| 11 December 2023, Monday |

Peru launches $1.6 bln economic recovery plan after protests

The economy of Peru has been negatively hit by weeks of protests that have followed the removal of former President Pedro Castillo. On Thursday, the finance minister of Peru unveiled a $1.55 billion plan to resuscitate the economy.

According to Alex Contreras, the 5.9 billion single package, which will be paid for with additional tax revenue and money left over from the 2022 budget, would focus on the areas most hit by instability and blockages.

According to him, it will generate 130,000 new employments over the following 12 months and contribute to the economy growing by 3% in the following quarter.

Measures rolled out over the next six months include expanding welfare provisions like pensions, soup kitchens and access to natural gas in homes as well as public works, and investments in mining and agriculture, Contreras said.

At least 22 people have died during the protests, which have also crippled trade activity. They came to a head after Castillo was removed from office and arrested as he tried to illegally dissolve Congress.

His former vice president, Dina Boluarte, took his place and declared a state of emergency, giving security forces special powers and limiting freedoms such as the right of assembly.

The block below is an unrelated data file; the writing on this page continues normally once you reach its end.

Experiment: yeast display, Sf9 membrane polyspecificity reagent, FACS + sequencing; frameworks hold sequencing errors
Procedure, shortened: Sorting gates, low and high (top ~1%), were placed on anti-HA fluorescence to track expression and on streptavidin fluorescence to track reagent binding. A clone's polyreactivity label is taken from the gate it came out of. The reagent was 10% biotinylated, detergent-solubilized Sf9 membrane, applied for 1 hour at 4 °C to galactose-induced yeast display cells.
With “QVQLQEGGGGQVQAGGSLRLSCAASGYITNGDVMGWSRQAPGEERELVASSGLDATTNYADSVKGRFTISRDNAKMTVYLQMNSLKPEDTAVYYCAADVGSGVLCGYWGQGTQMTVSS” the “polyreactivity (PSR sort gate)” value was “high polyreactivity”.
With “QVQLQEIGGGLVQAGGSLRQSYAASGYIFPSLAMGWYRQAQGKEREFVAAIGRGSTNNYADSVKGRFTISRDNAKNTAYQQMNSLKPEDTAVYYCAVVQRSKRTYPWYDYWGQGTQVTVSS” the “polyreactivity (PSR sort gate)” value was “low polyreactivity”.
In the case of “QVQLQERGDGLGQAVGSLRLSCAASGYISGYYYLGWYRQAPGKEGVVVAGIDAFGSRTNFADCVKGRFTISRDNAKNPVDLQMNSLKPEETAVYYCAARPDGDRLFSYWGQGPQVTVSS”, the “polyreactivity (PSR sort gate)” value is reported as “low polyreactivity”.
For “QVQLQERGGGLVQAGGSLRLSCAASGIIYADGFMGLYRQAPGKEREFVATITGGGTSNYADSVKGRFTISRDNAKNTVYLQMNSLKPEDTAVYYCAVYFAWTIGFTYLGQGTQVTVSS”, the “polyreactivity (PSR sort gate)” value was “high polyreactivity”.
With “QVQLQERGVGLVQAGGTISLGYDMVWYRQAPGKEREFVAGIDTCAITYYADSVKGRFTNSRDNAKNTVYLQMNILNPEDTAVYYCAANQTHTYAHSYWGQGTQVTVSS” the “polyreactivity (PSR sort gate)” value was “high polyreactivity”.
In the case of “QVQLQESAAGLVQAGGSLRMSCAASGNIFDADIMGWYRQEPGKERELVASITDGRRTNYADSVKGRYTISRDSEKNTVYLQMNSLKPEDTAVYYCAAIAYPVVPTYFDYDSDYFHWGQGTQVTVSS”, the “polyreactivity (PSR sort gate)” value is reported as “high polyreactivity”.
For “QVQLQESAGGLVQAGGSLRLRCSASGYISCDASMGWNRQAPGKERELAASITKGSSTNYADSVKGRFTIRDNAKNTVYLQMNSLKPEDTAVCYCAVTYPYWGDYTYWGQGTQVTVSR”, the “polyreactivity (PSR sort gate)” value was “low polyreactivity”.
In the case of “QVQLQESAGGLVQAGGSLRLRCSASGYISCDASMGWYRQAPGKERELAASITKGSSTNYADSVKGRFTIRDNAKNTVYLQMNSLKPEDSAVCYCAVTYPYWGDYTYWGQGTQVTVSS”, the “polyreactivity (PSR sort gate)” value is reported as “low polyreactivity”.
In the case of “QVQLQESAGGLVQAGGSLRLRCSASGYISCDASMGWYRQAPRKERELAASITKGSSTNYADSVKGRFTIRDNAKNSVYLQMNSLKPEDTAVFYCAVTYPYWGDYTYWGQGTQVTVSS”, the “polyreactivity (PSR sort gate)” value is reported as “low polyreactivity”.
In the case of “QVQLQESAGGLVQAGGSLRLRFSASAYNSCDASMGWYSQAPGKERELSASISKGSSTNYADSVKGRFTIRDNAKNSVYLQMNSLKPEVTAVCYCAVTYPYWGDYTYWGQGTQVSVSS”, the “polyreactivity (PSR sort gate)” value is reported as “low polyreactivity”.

Contreras, who was appointed by Boluarte, said the protests by Castillo supporters and those unhappy with her government had caused the country to lose around 100 million soles a day, plus infrastructure damage.

Total losses come to 1 billion soles, or 1% of Peru’s December GDP, a ministry presentation showed.

The second-largest producer of copper in the world is Peru, but even before Castillo’s departure, the business was already seeing demonstrations and road blockades from local residents.

According to Contreras, the proposal will allow the Andean country to maintain its 3.1% to 3.9% growth forecast for 2023.

Contreras told Reuters this month that the nation would maintain its “non-negotiable” fiscal deficit targets.

  • Reuters